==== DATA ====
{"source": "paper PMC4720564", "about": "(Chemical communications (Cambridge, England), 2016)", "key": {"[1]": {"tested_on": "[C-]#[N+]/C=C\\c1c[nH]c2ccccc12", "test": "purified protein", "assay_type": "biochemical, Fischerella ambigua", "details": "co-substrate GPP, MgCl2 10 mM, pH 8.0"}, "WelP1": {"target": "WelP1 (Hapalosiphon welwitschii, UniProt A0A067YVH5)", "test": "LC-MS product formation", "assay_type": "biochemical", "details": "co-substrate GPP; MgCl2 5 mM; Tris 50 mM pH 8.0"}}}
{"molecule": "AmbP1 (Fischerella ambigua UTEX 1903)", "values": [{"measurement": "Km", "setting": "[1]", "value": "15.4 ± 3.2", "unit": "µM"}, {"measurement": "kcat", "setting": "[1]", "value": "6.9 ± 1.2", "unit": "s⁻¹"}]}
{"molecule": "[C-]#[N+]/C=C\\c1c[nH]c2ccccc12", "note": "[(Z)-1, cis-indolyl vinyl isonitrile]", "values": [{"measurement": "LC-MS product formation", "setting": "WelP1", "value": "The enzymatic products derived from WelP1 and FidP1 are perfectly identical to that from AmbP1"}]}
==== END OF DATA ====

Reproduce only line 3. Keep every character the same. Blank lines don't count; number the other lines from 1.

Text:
{"molecule": "[C-]#[N+]/C=C\\c1c[nH]c2ccccc12", "note": "[(Z)-1, cis-indolyl vinyl isonitrile]", "values": [{"measurement": "LC-MS product formation", "setting": "WelP1", "value": "The enzymatic products derived from WelP1 and FidP1 are perfectly identical to that from AmbP1"}]}